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Current time:0:00Total duration:4:26

Peale, Staircase Group (Portrait of Raphaelle Peale and Titian Ramsay Peale)

Video transcript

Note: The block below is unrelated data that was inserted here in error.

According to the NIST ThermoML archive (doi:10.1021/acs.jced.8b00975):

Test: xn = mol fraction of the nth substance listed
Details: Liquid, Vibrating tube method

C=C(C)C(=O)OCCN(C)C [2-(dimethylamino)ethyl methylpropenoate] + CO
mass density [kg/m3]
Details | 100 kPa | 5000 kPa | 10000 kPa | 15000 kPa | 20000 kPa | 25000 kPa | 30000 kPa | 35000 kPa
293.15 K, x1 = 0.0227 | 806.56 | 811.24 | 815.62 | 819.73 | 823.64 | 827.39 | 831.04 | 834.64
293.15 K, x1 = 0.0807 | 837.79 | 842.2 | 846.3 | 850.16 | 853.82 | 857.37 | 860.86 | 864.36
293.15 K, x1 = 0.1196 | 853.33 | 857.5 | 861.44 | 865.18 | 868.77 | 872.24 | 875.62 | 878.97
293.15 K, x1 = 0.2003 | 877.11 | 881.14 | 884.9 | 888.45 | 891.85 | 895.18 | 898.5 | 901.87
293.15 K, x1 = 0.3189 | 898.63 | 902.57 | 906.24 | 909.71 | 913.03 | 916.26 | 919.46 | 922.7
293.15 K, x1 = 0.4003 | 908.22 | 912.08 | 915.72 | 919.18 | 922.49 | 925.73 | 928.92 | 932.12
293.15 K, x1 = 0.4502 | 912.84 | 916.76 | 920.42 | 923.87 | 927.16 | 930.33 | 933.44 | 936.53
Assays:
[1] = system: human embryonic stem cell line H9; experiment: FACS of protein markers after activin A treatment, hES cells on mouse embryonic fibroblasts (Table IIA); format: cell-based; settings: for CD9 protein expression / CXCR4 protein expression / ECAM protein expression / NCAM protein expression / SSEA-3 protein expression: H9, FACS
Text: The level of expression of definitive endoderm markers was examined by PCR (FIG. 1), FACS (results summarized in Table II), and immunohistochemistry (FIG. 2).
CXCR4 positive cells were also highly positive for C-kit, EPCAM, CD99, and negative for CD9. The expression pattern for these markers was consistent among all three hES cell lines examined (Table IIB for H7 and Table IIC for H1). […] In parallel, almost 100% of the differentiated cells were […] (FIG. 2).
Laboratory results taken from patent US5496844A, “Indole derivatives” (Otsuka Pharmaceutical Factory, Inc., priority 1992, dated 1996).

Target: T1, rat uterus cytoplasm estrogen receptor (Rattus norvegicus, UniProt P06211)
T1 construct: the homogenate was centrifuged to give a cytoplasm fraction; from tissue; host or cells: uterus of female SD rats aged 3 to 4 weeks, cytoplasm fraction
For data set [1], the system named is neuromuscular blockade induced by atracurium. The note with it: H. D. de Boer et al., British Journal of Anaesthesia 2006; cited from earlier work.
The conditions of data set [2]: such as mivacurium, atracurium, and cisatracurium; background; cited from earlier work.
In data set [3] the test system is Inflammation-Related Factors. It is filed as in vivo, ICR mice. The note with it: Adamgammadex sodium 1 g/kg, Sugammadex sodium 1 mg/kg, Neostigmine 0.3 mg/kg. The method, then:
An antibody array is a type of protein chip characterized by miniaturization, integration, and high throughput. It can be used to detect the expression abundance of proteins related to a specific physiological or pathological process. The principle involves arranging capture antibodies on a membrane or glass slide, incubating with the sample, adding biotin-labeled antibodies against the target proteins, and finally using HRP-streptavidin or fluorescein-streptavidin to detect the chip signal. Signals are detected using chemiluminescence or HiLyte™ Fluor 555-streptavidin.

I'm convinced I'm gonna follow that man I want to come too we're in the Philadelphia Museum of Art looking at Charles Wilson peels staircase group a portrait of two of his sons Raphael and Titian Peale you'll notice that those names are familiar he named his children after famous European painters and scientists it was amazing he was an amazing man and this is an amazing portrait normally we think about both sized portraits as being images of kings or the aristocracy or great heroes and here Peale has represented his two sons beckoning us up a staircase and this painting was meant as a showpiece for his museum which was the first American Museum this was a museum of art and it was a museum of science in fact one of its most famous exhibits were the bones of a mastodon you know it's interesting to think about what a museum of science and art meant in the early republic here was an attempt to create in the institution of education here we had this new democracy this is the first time since Greece that a democracy existed it was this grand experiment and Peale understood that the populace needed an education in order to be able to make wise decisions and so Peale founded the Columbia gnome the first real American art school an antecedent to the Pennsylvania Academy of the Fine Arts that he was to found about ten years after that and he found it as we said this first museum we've talked about his achievements but we haven't talked about its playful side which is really in evidence here that's true okay so this painting is all about illusionism and what's most remarkable is not only the clarity with which his sons are rendered this wonderful staircase but it's the fact that the physical first step or first step and a half seamlessly becomes a painted environment and we have some trouble figuring out what's what so the first step and the second riser actually made of wood they're real they're not painted but I can't tell it apart from the third riser yeah the illusion is incredibly convincing and in fact this doesn't look like a painting it really looks like a space that's open than the wall of the museum with a staircase for us to follow them up it looks as if they have been walking up that stair and then they've turned perhaps back in by their father and they have spun around just for a moment that's right and so there really is the sense of the momentary in the sense of the physicality of the architectural space oh and by the way it's not just the step but the frame of the painting looks as if it were an early American door frame that's right and falling onto the floor carelessly but obviously very intentionally is a ticket to peals Museum and we have something that is distinctly American here art that he's creating for the people I love the way that foreshortened me pokes out from behind the door and pops into the light Pele is also playing with rounded oval shaped forms against more linear forms for example if you look at the round spots of pigment on the palate or the round shapes of the buttons or the round shapes of their eyes even the round shapes on that wallpaper in the background balanced against the lines of the steps or even the lines of that vest that he wears so this real play of pattern of illusion it's a really sophisticated painting but it's not anything that takes itself too seriously it is relaxed it's inviting and it feels authentic it feels democratic look at how convincing those shadows are and how the shadows really work to create that illusion not only that painted illusion on that second riser toward the right but also look at the top figure you can see that shadow cutting across his face caused by the doorframe it's incredibly naturalistic and it follows this European tradition that art historians refer to as trompe l'oeil tricking the eye one art historian has called this the first original American painting and you can see why it is utterly original kind of invention it plays with our expectations of real and pictorial space and also is very much a product of the newly founded nation you